The term Green Revolution was introduced in 1968 by William S. Gaud. It is the transfer of technology-based cereal agriculture from the temperate countries (which developed it) to tropical countries operating at lower levels of both inputs and yields including plant breeding, agronomy, irrigation, fertilizer use and pest control. The chosen crops in Green Revolution were wheat, potato and rice. A variety of paddy known as IR8, which is early maturing with erect leaves to promote photosynthetic efficiency was introduced. But later disliked by many people due to its chalky brittle grain quality and its poor cooking quality and less disease resistance. Green revolution also refers to surplus production of food grains by the genetically engineered high yielding varieties of key crops such as rice, wheat and corn. This brought about revolution in the field of agriculture what is commonly referred as green revolution. It combines both modern agricultural practices and technologies. Because of green revolution our country has become self-sufficient in food production. Some of the varieties which has brought green revolution in India are :

(2) (3)


In most plant breeding programmes, generally 3 steps are involved. (1) (2) (3) Selection of parents Hybridization Selection of superior lines most nearly resembling the variety desired.

7. Capable of utilising fertilisers efficiently.

5. Ecofriendly Agriculture
Definition : Farming methods and practices which will not harm the environment constitute the ecofriendly agriculture. Otherwise in ecofriendly agriculture, soil and water polluting chemicals including fertiliser and pesticides are avoided Biofertilisers and biopesticides are used. It also recommends judicious use of water for irrigation like drip irrigation, irrigation by sprinklers, etc. Biofertilisers : Definition : Biofertilisers may be defined as nutrients of biological origin used for plant growth. There are different kinds of biofertilisers. 1) Bacterial Biofertilisers : Include bacteria such as Azotobacter, Rhizobium and Azospirillum which enrich the soil with nitrogen compounds (by way of nitrogen fixation). Crops grown in such soil show increase in yield. These bacteria can be added to the soil by (1) Soaking the seeds in a bacterial solution before sowing. (2) By mixing it with irrigation water. (3) Mixing it directly into the soil. 2) Algal Biofertilisers : Blue green algae such as Anabaena, Nostoc, Cylindrospermum, Plectonema and Tolypothrix are used as biofertilisers which multiply faster in the soil and fix up atmospheric nitrogen, thus increasing the soil fertility. 3) Mycorrhiza as biofertiliser : The association between roots of certain plants like Pinus and a fungus is called mycorrhiza. This is mutually beneficial for both. The fungal component makes the insoluble nutrients in the soil to soluble form which can be easily absorbed by the roots. 4) Green manure crops as biofertilisers : It is a farming practice adopted by farmers from time immemorial. This involves growing leguminous plants like Glyricidia, Indigofera and Sesbania soon after harvesting a crop particularly paddy. These plants, rich with nitrogenous compounds are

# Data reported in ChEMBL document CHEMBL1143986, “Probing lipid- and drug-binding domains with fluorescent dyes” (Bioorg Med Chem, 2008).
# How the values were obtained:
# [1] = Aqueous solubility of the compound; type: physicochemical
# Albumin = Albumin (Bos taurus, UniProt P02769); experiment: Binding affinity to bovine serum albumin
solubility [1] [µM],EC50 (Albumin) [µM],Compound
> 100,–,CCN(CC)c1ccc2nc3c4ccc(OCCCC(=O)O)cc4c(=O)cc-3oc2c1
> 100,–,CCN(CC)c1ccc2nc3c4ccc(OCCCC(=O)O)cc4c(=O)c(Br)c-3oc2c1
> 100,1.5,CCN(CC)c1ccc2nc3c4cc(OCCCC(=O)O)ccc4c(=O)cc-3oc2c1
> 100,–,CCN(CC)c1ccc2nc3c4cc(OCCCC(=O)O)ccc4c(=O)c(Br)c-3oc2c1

The method of breeding mainly depends on the breeding system of the plants. That is some plants are predominantly self pollinated (e.g., cotton, pea, peanut, rice, wheat) while others are predominantly cross pollinated species. (e.g., corn, onion, potato, pumpkin, sunflower, cucumber) Hybridization : It is a cross involving two or more parents, varieties, species or even genera. It is performed for (i) Bringing desired characters together (ii) Hybrid vigour - superiority of hybrid over either of the parents in growth, yield and resistance. 2. Polyploid Breeding : This is done with the help of a chemical called colchicine. In this method number of the chromosomes is increased, which results in the formation of new varieties (polyploid) with desirable quality both in quantity and quality. 3. Induced Mutation : In this method irradiation of seeds are done by using X rays and other rays like β, γ rays. Genes are mutated to develop newer varieties. Mutant wheat varieties are produced by this method. Mutations have reduced the duration of crop from 18 months to less than 10 months in sugarcane. The hybrid plant is superior to its parents because it possesses the following characteristics. 1. They show early maturing. 2. Dwarf structure 3. Improved photosynthetic ability 4. Yield stability 5. Better quality 6. Increased disease, pest, drought resistance

ploughed in the soil before planting the next crop. Azolla pinnata, aquatic fern is also used as a biofertiliser. Leaves of this plant harbours nitrogen fixing bacterium Anabaena azollae. 5) Organic Manures as Biofertilisers : Farm yard refuses, fallen leaves, twigs, rotten vegetable matter are subjected to composting. During composting the complex nutrients are converted into simple soluble forms by a variety of microorganisms. It improves soil conditions as well as soil fertility. Crops grown in such soil show increase in yield upto 30%.

15.2 Natural Resources
Any part of our natural environment such as land, water, air, minerals, forest range, land, wild life, fish or even human population that can be utilised to promote welfare of living being may be called as a natural resource. Plants and animals utilise all these in order to develop a better life.

proportions (i.e.,) Nitrogen (78%), Oxygen (21%), Carbondi-oxide, Ammonia, Ozone, Argon, Helium etc about 1%. The layer surrounding the earth is divided into several zones. 10-12 kms just above the earth’s surface is called Troposphere. Above the troposphere, a zone of ozone is observed which is called stratosphere. The layer of ozone absorbs the harmful rays of the sun, thus preventing many inflammatory diseases of skin cancer and cataract in humans. Harmful rays of sun includes ultraviolet rays, which are further classified into UV-a, UV-b, UV-c. This important resource is polluted by various air-pollutants, which can be prevented by strict control measures under environmental protection rules and regulations.